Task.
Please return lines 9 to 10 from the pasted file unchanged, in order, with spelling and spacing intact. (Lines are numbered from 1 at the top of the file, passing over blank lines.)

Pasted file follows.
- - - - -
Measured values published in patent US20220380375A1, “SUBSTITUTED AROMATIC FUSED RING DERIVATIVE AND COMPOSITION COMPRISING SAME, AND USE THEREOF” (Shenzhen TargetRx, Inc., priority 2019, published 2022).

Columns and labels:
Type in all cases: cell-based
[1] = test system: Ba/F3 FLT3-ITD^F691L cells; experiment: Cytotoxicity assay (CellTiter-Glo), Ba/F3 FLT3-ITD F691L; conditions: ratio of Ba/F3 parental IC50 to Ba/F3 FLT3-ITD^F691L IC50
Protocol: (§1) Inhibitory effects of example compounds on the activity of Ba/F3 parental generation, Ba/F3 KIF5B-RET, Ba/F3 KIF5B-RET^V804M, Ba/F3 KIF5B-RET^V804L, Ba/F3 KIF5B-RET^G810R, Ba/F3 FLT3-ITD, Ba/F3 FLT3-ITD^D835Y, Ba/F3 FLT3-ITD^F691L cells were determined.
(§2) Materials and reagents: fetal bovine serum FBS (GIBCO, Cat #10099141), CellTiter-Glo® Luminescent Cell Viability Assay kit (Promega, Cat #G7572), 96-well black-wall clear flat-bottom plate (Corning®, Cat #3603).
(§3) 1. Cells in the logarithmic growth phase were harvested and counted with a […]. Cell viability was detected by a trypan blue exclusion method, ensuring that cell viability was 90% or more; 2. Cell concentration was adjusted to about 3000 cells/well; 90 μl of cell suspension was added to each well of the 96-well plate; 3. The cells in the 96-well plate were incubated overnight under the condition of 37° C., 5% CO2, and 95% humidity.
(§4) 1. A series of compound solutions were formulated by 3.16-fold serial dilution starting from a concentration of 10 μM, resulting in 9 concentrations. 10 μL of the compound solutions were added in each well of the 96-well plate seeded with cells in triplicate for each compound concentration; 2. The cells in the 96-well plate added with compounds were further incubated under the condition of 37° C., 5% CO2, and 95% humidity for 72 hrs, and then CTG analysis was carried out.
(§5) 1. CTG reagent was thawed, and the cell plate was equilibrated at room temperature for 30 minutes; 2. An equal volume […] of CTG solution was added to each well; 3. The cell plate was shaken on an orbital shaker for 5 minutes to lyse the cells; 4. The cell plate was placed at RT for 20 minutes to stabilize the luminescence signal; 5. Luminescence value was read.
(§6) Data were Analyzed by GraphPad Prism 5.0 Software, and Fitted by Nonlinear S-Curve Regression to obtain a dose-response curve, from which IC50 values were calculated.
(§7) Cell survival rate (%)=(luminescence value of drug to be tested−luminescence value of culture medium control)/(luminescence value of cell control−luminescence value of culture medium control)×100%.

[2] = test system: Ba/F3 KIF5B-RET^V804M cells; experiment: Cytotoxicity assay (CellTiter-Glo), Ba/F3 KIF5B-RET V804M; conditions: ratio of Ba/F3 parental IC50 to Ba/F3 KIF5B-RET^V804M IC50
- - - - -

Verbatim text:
(§5) 1. CTG reagent was thawed, and the cell plate was equilibrated at room temperature for 30 minutes; 2. An equal volume […] of CTG solution was added to each well; 3. The cell plate was shaken on an orbital shaker for 5 minutes to lyse the cells; 4. The cell plate was placed at RT for 20 minutes to stabilize the luminescence signal; 5. Luminescence value was read.
(§6) Data were Analyzed by GraphPad Prism 5.0 Software, and Fitted by Nonlinear S-Curve Regression to obtain a dose-response curve, from which IC50 values were calculated.